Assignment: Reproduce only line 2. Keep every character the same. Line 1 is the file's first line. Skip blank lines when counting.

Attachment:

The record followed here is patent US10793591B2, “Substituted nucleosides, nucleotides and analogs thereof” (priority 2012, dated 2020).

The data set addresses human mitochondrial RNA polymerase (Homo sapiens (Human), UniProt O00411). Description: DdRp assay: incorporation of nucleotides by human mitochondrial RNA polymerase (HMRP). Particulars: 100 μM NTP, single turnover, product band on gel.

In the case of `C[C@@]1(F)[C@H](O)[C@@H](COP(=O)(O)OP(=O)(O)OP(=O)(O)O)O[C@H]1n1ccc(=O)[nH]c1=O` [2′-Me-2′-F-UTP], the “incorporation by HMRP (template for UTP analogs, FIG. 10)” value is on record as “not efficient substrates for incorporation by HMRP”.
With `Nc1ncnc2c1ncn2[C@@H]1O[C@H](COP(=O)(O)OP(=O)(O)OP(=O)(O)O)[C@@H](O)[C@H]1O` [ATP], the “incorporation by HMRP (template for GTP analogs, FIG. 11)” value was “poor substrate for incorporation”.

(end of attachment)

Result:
The data set addresses human mitochondrial RNA polymerase (Homo sapiens (Human), UniProt O00411). Description: DdRp assay: incorporation of nucleotides by human mitochondrial RNA polymerase (HMRP). Particulars: 100 μM NTP, single turnover, product band on gel.